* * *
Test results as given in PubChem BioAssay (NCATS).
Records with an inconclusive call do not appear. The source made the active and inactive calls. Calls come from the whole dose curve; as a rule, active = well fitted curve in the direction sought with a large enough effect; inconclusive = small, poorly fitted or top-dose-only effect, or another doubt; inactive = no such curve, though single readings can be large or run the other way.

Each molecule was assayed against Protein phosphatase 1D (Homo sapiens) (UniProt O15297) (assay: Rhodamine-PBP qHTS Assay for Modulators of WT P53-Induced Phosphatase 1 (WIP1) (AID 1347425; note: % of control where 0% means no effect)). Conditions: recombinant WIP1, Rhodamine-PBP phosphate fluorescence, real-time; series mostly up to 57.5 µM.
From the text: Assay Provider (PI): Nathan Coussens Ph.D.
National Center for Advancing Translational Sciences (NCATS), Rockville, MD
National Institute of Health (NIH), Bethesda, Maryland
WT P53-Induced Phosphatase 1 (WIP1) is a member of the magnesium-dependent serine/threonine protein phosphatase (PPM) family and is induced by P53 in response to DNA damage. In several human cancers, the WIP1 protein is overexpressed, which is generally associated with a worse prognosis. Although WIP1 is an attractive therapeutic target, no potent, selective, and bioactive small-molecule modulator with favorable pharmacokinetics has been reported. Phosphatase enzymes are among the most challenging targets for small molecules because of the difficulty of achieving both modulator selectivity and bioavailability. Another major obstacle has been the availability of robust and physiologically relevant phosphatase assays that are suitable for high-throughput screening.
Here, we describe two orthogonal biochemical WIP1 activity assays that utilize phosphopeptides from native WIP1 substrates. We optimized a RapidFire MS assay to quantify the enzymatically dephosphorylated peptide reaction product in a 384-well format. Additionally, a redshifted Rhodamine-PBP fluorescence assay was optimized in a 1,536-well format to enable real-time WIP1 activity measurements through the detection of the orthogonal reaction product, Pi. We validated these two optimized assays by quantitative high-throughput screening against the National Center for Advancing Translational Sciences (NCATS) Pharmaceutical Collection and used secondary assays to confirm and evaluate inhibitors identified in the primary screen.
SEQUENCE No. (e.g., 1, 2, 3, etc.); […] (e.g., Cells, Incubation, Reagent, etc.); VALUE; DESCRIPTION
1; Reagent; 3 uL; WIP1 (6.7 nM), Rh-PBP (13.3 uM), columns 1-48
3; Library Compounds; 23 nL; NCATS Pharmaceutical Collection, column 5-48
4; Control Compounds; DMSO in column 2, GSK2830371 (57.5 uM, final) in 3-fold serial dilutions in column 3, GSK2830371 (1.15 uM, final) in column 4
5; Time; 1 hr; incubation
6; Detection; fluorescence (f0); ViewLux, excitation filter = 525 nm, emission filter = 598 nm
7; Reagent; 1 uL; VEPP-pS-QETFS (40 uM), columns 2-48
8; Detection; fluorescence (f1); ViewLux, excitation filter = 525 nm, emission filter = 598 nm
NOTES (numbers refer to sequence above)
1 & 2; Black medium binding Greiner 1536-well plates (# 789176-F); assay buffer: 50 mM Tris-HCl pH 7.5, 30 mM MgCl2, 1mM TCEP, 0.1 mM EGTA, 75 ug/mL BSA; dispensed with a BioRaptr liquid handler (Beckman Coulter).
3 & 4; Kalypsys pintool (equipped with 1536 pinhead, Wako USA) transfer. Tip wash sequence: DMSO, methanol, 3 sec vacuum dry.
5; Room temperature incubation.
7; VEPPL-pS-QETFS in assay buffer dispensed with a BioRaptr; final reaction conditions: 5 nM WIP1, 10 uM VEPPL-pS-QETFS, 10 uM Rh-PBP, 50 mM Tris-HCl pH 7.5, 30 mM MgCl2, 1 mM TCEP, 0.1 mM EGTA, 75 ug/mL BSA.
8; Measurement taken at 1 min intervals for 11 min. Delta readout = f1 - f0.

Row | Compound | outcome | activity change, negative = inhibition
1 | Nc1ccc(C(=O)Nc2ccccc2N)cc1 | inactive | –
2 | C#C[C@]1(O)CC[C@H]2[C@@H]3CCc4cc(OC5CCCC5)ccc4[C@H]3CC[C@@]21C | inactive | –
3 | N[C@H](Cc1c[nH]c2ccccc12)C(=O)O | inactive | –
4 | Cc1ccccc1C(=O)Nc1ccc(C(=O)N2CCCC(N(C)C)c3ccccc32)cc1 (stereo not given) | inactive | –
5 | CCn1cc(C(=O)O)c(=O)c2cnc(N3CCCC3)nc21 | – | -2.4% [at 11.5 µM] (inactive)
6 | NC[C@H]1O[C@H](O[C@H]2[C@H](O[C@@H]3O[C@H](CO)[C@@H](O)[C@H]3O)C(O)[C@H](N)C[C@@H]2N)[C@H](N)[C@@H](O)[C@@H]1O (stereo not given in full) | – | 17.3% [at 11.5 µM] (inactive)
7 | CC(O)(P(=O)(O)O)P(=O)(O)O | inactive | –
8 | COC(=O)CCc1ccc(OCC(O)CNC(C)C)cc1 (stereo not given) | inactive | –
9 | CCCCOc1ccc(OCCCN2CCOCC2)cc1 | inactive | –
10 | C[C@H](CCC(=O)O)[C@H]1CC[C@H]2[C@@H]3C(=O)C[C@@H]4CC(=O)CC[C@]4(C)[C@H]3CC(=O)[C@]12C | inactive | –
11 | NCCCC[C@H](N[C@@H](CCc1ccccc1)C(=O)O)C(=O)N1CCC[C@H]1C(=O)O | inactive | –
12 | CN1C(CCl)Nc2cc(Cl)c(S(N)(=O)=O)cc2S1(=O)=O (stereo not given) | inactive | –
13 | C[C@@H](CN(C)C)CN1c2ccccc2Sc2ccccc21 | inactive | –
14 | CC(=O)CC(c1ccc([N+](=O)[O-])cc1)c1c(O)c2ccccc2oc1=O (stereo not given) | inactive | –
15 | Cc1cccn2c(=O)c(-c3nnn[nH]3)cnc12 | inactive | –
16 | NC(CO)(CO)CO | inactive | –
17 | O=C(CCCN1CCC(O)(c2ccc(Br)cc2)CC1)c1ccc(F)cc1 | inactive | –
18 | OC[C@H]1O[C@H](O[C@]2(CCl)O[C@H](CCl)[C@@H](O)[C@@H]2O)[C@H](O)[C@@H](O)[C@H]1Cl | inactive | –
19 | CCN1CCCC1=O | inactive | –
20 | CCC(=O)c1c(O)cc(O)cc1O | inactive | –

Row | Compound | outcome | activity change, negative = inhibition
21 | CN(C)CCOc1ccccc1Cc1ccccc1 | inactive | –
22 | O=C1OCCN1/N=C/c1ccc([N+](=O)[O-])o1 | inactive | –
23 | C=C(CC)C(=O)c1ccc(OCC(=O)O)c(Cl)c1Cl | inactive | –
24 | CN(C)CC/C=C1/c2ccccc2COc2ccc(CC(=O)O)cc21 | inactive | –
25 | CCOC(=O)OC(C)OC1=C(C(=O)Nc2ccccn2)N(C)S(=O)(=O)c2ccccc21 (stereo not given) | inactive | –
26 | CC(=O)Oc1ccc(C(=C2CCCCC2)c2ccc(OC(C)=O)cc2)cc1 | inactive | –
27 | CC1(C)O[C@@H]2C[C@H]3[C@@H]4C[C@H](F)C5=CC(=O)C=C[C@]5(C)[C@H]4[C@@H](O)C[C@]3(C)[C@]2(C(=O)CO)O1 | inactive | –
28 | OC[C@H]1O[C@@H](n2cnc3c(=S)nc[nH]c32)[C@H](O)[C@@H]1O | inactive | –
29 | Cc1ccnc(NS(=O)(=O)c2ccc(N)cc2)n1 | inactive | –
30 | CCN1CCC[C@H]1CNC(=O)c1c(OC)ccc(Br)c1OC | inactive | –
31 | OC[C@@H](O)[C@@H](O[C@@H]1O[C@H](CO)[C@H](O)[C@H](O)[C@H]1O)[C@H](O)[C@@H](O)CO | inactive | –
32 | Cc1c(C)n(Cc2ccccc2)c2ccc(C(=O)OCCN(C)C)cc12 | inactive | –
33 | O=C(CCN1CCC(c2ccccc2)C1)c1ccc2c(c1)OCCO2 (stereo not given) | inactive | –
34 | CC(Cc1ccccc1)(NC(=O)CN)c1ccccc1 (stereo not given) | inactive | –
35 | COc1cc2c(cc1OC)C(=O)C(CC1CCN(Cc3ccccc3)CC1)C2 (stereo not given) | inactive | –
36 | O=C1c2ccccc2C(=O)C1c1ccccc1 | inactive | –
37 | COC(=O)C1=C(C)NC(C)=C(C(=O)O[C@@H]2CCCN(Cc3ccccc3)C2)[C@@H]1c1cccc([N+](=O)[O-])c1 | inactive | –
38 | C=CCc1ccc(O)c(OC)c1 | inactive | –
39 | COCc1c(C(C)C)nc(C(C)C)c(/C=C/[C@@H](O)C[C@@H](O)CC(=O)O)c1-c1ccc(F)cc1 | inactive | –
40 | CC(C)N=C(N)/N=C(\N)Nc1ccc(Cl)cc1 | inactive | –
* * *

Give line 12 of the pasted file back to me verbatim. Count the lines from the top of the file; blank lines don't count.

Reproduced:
4; Control Compounds; DMSO in column 2, GSK2830371 (57.5 uM, final) in 3-fold serial dilutions in column 3, GSK2830371 (1.15 uM, final) in column 4